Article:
From Citizendium, the Citizens' Compendium
Jump to: navigation, search
This article is a stub and thus not approved.
Main Article
Related Articles  [?]
Bibliography  [?]
External Links  [?]
Citable Version  [?]
This editable Main Article is under development and not meant to be cited; by editing it you can help to improve it towards a future approved, citable version. These unapproved articles are subject to a disclaimer.

Allopathy is a term, coined in the late 18th century by Samuel Hahnemann, a German physician and scholar who was the founder of homeopathy. Derived from the Greek (ἄλλος, állos, other, different + πάϑος, páthos, suffering), "allopathy" describes the Hippocratic principle contraria contrariis curantur:

Diseases which arise from repletion are cured by depletion; and those that arise from depletion are cured by repletion; and in general, diseases are cured by their contraries.[1]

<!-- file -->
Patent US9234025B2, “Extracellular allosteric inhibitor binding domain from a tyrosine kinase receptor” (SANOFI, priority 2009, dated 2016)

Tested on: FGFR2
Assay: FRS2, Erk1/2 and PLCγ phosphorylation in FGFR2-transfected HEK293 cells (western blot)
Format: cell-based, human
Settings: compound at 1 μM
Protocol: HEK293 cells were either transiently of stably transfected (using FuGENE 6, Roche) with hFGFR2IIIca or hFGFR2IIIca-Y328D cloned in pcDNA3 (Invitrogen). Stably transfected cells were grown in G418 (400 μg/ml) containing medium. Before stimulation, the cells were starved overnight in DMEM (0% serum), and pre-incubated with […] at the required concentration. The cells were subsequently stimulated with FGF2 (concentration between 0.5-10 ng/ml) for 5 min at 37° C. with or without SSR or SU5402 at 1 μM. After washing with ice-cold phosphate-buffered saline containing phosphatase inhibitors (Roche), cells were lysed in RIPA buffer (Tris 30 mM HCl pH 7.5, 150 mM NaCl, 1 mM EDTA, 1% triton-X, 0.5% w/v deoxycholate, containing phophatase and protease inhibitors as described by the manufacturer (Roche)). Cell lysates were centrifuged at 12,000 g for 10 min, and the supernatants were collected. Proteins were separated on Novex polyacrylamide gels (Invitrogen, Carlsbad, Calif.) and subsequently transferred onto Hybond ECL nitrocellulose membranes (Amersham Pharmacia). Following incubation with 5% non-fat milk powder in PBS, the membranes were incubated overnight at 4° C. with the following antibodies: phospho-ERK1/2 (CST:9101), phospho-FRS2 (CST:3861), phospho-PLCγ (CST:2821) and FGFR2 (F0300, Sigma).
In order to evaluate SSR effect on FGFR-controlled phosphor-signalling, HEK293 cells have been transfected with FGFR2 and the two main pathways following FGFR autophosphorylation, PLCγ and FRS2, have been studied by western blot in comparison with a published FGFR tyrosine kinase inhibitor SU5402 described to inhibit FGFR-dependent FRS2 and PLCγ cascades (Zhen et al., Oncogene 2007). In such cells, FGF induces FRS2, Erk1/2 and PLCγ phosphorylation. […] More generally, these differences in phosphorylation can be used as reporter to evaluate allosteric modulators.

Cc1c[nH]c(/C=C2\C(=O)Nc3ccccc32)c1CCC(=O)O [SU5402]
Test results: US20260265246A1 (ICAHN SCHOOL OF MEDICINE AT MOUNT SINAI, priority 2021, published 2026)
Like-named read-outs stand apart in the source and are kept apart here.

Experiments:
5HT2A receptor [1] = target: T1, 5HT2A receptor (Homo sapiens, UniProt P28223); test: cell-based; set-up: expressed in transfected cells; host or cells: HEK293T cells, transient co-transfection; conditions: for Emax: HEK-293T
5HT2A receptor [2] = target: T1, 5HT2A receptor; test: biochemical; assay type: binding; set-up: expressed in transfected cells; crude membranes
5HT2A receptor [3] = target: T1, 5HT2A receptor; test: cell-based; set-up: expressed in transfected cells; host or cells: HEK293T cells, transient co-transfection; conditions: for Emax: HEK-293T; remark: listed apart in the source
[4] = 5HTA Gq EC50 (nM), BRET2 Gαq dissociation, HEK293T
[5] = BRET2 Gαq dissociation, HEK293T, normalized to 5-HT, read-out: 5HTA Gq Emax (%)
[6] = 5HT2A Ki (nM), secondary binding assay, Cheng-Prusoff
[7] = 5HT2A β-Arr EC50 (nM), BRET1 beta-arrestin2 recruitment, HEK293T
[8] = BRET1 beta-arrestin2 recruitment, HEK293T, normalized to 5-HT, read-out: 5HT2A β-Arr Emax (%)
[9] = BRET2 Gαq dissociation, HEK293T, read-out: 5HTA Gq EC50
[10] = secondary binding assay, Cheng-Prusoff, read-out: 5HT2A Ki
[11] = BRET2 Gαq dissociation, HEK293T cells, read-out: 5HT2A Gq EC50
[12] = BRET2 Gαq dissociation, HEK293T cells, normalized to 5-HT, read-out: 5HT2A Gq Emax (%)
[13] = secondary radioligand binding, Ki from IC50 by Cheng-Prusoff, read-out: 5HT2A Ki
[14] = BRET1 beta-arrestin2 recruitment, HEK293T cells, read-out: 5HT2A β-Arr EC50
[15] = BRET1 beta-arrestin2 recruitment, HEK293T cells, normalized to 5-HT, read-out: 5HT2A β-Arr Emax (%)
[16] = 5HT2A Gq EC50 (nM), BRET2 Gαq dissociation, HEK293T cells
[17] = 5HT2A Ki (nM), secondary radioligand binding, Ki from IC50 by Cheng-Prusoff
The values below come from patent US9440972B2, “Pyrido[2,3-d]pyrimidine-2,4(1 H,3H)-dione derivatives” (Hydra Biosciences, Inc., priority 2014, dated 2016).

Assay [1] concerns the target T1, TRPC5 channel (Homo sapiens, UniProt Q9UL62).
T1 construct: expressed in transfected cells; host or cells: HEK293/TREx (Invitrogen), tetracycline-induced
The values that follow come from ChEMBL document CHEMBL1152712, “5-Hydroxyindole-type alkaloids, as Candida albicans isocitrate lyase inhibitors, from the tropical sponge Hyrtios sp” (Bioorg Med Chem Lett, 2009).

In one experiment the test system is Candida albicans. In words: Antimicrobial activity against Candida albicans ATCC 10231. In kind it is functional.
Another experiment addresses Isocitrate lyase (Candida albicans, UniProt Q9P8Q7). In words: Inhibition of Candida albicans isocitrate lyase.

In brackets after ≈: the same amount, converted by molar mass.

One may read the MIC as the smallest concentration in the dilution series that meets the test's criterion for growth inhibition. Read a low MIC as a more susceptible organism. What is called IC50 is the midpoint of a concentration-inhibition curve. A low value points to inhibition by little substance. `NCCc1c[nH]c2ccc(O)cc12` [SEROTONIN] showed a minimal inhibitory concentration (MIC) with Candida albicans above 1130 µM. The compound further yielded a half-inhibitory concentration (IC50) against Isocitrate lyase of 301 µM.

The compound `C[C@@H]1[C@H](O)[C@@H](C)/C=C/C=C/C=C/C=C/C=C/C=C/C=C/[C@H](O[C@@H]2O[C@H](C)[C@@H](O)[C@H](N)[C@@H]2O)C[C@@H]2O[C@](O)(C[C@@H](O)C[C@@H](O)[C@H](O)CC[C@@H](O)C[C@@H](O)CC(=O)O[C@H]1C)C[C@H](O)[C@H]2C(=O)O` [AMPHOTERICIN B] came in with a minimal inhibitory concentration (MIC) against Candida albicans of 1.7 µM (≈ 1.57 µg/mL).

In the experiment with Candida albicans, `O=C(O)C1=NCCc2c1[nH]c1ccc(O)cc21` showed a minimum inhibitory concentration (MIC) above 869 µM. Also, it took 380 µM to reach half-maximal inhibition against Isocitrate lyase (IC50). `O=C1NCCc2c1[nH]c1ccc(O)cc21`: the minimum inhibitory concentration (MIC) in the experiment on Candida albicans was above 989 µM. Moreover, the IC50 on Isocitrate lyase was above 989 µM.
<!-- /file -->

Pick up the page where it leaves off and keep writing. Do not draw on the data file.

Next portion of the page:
The term, of which a common variant was allopathic medicine, was meant to be contrasted to Hahnemann's own theory of "homeopathy", whose underlying concept was similia similibus curentur, "let like cure like", and was based on "the principle of similars". Allopathy, therefore, according to Hahnemann, because it was based on "the principle of opposites", was intended to characterize a wide range of medical theories and applications. The word "homeopathy", also Hahnemann's creation, which is in widespread use to this day, was derived from the Greek hómoios (similar) and páthos (suffering).

The term "allopathy" was used frequently throughout the first half of the 19th century, particularly in the United States, to describe various forms of conventional medicine, even by non-homeopathic practitioners themselves. By the turn of the 20th century, the term had fallen into disrepute. medicine derived from the increasing use of scientific models of biology and treatment simply did not use a concept of opposites.